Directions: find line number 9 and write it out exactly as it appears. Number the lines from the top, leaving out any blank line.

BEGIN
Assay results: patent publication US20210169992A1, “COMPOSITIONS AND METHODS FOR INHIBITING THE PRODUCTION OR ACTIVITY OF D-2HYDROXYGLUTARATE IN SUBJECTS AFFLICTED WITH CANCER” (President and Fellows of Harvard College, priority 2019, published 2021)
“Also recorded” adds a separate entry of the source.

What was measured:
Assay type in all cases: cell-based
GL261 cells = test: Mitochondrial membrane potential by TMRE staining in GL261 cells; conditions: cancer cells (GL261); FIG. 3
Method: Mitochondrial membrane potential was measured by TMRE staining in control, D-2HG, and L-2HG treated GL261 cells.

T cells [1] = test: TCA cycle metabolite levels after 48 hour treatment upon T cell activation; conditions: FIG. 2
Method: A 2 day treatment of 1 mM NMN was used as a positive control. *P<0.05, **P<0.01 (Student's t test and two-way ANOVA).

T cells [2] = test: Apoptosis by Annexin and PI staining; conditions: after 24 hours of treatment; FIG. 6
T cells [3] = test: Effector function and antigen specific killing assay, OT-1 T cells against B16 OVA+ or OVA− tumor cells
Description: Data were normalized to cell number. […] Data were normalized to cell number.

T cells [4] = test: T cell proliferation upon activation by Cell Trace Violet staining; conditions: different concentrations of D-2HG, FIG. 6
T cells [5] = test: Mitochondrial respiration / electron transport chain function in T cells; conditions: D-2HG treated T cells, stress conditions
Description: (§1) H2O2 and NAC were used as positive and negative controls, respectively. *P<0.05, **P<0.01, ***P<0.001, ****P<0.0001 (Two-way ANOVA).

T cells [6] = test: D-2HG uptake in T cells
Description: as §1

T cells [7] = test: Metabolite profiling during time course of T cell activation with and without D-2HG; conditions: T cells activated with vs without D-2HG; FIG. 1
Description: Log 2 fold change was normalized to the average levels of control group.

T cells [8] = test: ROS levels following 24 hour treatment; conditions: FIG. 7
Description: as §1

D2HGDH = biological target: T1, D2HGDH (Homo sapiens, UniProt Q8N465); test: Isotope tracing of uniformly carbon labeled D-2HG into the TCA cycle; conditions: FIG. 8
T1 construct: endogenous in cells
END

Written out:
T cells [2] = test: Apoptosis by Annexin and PI staining; conditions: after 24 hours of treatment; FIG. 6